Can fines change culture?
The UK water company Southern Water has accepted a fine of £126M from the water regulator Ofwat for deliberately misreporting its sewage treatment and waste water discharges. The Environment Agency is pursuing a criminal investigation into suspected permit breaches. Is this a surprise to the wider public or is this just part of the fabric of modern life now?
It certainly should concern Southern Water customers who traditionally pay a proportionately high price for their water compared to Thames Water customers. This is because Southern Water waste is discharged into the Channel where stringent European regulations apply, in contrast to Thames Water which discharges into the UK river system where less rigorous water quality standards apply. Customers of Southern Water accept a premium to ensure their waste water is clean enough to discharge into the English channel, but it turns out it isn’t, and hasn’t been for years.
To discover that the premium they have been paying over the years was based on falsified data leaves many consumers more than just a little unhappy. Have they any redress? Let’s look at who actually owns Southern Water. This quote from the website www.weownit.org.uk: ‘Southern Water is privately owned (through a series of holding companies) by the single-purpose company Greensands Holding Limited. Greensands is in turn owned by a series of investment and infrastructure funds, including UBS Asset Management (UK), JP Morgan Asset Management (US), Whitehelm Capital (Australia) and Hermes Infrastructure Funds (UK).‘
While we are now told that management has been replaced at Southern Water, with instructions to address issues of water treatment quality and reporting methods, it remains a private company designed to deliver a return for its shareholders. Customers, who are geographically captive, will continue to get a service that returns a profit, but not necessarily one they deserve. Even if the Environment Agency manages to prove criminal activity, the ownership structure won’t change.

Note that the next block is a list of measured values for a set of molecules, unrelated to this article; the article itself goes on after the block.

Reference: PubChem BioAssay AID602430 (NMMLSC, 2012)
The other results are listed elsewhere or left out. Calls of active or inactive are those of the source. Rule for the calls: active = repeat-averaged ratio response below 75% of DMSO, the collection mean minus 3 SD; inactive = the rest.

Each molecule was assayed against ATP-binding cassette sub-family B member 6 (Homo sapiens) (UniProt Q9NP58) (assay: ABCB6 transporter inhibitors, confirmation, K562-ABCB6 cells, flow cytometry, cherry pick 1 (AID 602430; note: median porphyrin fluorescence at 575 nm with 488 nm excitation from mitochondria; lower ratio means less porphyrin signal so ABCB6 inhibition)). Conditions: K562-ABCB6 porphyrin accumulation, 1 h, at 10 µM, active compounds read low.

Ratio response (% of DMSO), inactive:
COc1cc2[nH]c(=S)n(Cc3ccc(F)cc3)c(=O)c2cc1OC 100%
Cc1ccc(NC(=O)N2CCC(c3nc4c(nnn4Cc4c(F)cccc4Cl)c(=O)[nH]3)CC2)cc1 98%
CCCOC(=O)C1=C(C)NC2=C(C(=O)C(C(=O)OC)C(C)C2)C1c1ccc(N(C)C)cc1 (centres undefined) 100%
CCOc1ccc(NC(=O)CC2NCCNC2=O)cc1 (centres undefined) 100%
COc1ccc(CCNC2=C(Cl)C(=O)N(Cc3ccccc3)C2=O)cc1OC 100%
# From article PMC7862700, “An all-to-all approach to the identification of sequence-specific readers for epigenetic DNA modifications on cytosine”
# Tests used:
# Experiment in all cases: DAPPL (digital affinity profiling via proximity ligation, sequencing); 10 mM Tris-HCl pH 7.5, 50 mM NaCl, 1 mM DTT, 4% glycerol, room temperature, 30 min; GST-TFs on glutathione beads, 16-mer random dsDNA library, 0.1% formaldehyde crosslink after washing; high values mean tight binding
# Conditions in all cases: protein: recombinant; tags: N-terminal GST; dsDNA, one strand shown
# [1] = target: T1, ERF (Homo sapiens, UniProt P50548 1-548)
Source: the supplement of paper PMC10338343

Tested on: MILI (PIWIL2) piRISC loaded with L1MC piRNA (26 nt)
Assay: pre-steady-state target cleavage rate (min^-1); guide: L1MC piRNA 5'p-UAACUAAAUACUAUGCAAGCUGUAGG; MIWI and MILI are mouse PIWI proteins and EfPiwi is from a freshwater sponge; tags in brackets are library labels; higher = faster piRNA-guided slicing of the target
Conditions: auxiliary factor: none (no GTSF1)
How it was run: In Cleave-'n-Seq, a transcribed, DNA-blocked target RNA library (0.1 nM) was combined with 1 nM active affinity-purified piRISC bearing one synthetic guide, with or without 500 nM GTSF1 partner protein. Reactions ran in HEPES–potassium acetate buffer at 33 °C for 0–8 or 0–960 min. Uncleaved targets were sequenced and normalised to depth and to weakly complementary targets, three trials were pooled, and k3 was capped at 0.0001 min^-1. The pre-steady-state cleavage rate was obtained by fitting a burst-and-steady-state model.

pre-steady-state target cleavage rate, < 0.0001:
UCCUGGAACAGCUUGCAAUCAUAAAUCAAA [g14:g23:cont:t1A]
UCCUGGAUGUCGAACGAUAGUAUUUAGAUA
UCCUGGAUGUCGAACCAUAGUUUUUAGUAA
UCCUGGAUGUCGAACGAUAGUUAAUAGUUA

Who can remember the VW emissions scandal from a few years back? Exhaust gas emissions from VW diesel engines were tested in unreal factory conditions to ensure that they fell within the limits set by the US air quality regulator. Only when the engines were tested by the US regulator and found lacking was it discovered that the factory test results were wholly unrepresentative of real use emissions. Senior management admitted to collusion in order to gain access to the lucrative US market, but this has consequently cost the company millions, and diesel is still a dirty fuel in the US.
Both air and water quality are things that we should hold precious for future generations. Neither should be taken for granted, especially given the rise in Environment Activism and growing awareness among millennial of inter-generational equity – the legacy they inherit. Since the 2008 financial crash there has been a lot of regulation to improve corporate culture and reduce risk, yet the basic incentive systems remain in place. As long as businesses like Southern Water or Volkswagen are motivated by sales, profit and shareholder return they will focus on gaming the regulations for commercial gain. Fines don’t change culture they just become operating costs.